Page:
“To find true happiness in life you have to follow your heart and intuition. You have to be who you are, and design a lifestyle and career that fulfills you no matter what that entails or what people say about it...” ~ Melchor Lim
Some parents expect their children to live not only their own lives but the lives they have planned for them. Instead, parents should be more concerned with raising their children to be independent and decisive and support their children by honoring their choices whether or not the parents agree with them. Will Kovar, of 'The Plumber' by Serena Yates, owns a very successful plumbing business; Will works long, hard hours to improve it any way he can. Unfortunately, his parents don't consider it a worthy profession. His parents haven't been able to accept that Will is gay either. His mother still thinks if she can just find the “right girl” for him, the “problem” will be solved and Will and his wife will provide her with the grandchildren she craves. Despite the fact that Will has repeatedly told his mother that it's not going to happen, she still persists. When Will answers a service call, he meets Steve Hayes, manager of Safe Home for Girls and Boys, Will's life takes on a promising new direction.
While working at the Safe Home, Will explains some of what his work entails while also showing a sincere interest in Steve's job. Since the home is a charity, Will only charges for parts and considers the rest of his fee as a donation to the home. If Steve hadn't already been impressed with Will, his generosity definitely wins him over. After the repairs are done, Steve asks Will out to dinner as a thank you for a job well done and for being so considerate. Since both of their jobs are very demanding; neither has much time to date. Going to dinner is a perfect opportunity for them to get to know each other. Steve and Will have a great time and make plans to meet again in the future. In the meantime, Will is approached with an opportunity to bid on a huge project with the potential of being quite profitable and good for the reputation of his company. Will isn't told much about the project because the land sale hasn't been finalized but doesn't consider it a deciding factor and signs the papers saying he's interested.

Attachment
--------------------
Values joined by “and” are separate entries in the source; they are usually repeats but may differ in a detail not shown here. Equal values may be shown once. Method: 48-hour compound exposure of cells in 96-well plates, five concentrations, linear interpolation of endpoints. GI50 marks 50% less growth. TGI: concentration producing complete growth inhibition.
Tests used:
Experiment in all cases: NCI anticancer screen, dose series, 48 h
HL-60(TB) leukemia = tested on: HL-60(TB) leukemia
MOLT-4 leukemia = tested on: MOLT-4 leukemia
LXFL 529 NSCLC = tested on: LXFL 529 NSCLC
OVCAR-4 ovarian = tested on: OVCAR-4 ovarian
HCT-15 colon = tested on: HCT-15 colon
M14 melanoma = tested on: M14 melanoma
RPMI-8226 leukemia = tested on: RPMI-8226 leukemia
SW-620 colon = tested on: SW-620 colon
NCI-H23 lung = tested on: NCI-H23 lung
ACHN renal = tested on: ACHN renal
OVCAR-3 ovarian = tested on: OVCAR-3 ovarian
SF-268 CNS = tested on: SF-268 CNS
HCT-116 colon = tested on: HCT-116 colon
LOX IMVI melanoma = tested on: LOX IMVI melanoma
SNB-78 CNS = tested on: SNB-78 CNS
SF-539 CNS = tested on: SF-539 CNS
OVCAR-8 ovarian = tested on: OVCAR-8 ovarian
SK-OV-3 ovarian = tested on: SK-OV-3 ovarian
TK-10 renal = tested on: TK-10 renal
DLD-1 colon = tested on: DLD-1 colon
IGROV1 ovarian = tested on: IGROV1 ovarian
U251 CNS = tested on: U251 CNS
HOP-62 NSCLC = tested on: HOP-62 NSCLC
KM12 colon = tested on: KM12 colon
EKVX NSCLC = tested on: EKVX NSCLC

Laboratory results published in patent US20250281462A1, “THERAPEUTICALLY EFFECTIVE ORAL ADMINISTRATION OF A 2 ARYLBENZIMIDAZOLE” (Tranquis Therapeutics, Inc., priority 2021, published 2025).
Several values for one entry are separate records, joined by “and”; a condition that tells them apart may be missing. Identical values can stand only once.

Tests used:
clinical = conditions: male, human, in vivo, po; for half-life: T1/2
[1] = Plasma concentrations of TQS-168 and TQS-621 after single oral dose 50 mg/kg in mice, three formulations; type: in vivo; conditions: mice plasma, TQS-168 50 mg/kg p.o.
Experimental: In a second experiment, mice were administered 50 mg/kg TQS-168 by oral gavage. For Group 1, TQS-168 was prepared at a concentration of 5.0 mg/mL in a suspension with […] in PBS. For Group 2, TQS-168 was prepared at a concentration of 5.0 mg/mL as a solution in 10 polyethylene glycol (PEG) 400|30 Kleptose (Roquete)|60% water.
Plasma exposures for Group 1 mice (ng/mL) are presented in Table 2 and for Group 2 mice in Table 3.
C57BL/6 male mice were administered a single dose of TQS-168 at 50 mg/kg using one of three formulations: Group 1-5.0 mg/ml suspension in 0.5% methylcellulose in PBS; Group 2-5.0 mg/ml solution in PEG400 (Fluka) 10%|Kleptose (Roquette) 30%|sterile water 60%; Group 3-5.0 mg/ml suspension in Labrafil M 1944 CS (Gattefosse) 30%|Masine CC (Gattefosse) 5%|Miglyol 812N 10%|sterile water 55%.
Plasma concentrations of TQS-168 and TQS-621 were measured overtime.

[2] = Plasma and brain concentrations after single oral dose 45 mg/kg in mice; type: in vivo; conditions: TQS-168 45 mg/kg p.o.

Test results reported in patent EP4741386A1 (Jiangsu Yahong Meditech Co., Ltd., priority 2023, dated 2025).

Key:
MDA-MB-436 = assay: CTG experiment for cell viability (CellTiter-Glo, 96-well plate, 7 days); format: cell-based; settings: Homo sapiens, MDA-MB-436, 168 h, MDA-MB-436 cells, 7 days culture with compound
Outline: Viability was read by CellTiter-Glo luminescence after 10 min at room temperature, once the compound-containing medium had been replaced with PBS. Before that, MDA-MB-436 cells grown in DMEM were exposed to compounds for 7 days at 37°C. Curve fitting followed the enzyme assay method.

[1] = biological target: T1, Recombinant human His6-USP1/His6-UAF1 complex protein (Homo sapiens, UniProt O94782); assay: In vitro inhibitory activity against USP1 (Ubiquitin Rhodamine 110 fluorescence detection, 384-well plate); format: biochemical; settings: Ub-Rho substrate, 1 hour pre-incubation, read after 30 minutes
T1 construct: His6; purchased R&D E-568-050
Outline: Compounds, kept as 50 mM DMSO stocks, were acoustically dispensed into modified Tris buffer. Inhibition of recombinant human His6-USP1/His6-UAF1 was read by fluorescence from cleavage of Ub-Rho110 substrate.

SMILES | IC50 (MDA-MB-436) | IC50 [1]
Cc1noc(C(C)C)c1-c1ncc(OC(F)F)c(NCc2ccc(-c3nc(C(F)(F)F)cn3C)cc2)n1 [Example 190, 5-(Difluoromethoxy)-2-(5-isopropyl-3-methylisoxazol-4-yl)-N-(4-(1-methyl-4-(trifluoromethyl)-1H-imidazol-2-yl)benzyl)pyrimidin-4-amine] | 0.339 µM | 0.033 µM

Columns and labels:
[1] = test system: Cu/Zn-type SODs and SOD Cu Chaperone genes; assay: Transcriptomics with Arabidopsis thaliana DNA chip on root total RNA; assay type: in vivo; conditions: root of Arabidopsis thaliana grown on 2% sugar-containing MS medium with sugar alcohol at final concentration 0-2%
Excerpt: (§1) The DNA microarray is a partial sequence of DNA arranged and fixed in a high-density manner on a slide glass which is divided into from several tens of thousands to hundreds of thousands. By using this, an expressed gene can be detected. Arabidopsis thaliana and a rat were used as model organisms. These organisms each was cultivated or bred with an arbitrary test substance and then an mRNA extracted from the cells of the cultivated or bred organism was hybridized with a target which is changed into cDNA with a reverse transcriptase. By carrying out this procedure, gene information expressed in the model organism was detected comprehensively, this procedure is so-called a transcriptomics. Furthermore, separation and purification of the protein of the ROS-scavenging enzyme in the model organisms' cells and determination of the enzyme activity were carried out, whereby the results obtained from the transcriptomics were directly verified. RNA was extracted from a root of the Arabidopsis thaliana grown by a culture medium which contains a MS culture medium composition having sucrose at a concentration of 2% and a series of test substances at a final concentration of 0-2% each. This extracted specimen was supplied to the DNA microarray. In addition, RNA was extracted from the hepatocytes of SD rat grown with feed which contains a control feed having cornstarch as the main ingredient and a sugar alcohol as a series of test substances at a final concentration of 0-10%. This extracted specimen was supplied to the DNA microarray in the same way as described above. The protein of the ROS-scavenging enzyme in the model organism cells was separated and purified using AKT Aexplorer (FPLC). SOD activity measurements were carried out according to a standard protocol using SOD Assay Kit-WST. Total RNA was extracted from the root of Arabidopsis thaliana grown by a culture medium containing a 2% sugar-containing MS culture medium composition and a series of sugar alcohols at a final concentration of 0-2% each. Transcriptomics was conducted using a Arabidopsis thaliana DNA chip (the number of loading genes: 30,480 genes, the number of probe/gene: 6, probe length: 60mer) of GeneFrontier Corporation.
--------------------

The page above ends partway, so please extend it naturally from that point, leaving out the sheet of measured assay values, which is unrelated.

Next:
After their first real date and their spectacular goodnight kiss, Steve is even more fascinated with Will than before. Because Will is such a workaholic, their dating doesn't go especially smoothly, but when Steve “interrupts” him at work, Will is all smiles. He knows he works too much and welcomes the break. Unfortunately, Steve has worse things to deal with. The house they are living in is going to be sold from under them in order to make room for new condos. It's time to search for another place to live and their small budget is not going to give them many choices. When Steve discovers who is behind the buyout and why, he's furious. Adding insult to injury, he overhears Will talking to someone about him having contracted to do the plumbing for a project which is ahead of schedule. Steve panics; he's appalled to even entertain the idea that Will may have known, all along, what the project involved, but even knowing the misery it would cause Steve and his kids, still wouldn't want to miss an opportunity to make a lot of money. The future of their relationship hinges on Will's explanation and what his decision will be now that Steve is aware of the situation.
One of my favorite parts of Serena's books are her characters, and, in this case, it's truer than ever. Will and Steve are men who haven't been deterred when they meet opposition from their families about their job choices and how they want to live their lives. They are generous, trustworthy, and brave. They know what they want and are not afraid to go after it. They are the kind of men who make my heart flutter. Will and Steve do not play games. Their honesty and maturity are very refreshing. Serena also gave me a concise overview of Will's job as a plumber, providing me with new information without it sounding like a dissertation. I have more appreciation for the often messy and always welcome assistance those in the plumbing profession offer me. If you like stories about plumbers, safe houses, social workers, unwanted children, and mature, sexy men, you may enjoy this story. Thanks, Serena, for bringing together two wonderful men.